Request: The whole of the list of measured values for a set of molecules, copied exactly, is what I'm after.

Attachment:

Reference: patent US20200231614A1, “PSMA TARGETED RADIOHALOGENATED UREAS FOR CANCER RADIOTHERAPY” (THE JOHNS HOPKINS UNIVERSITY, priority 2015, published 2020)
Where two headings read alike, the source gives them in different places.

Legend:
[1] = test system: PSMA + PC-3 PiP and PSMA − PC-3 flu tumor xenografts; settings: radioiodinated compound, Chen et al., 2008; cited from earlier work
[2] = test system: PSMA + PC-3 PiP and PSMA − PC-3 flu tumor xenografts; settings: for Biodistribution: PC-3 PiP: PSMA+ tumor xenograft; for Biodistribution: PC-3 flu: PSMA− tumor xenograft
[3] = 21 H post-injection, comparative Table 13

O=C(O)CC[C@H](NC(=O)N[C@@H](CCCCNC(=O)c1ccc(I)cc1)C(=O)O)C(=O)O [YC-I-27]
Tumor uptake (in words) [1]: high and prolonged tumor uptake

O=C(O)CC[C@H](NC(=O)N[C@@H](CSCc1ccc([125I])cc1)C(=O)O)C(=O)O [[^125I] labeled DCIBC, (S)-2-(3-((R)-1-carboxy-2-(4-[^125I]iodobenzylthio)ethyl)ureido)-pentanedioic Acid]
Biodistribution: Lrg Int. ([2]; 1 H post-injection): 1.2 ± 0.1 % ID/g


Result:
Reference: patent US20200231614A1, “PSMA TARGETED RADIOHALOGENATED UREAS FOR CANCER RADIOTHERAPY” (THE JOHNS HOPKINS UNIVERSITY, priority 2015, published 2020)
Where two headings read alike, the source gives them in different places.

Legend:
[1] = test system: PSMA + PC-3 PiP and PSMA − PC-3 flu tumor xenografts; settings: radioiodinated compound, Chen et al., 2008; cited from earlier work
[2] = test system: PSMA + PC-3 PiP and PSMA − PC-3 flu tumor xenografts; settings: for Biodistribution: PC-3 PiP: PSMA+ tumor xenograft; for Biodistribution: PC-3 flu: PSMA− tumor xenograft
[3] = 21 H post-injection, comparative Table 13

O=C(O)CC[C@H](NC(=O)N[C@@H](CCCCNC(=O)c1ccc(I)cc1)C(=O)O)C(=O)O [YC-I-27]
Tumor uptake (in words) [1]: high and prolonged tumor uptake

O=C(O)CC[C@H](NC(=O)N[C@@H](CSCc1ccc([125I])cc1)C(=O)O)C(=O)O [[^125I] labeled DCIBC, (S)-2-(3-((R)-1-carboxy-2-(4-[^125I]iodobenzylthio)ethyl)ureido)-pentanedioic Acid]
Biodistribution: Lrg Int. ([2]; 1 H post-injection): 1.2 ± 0.1 % ID/g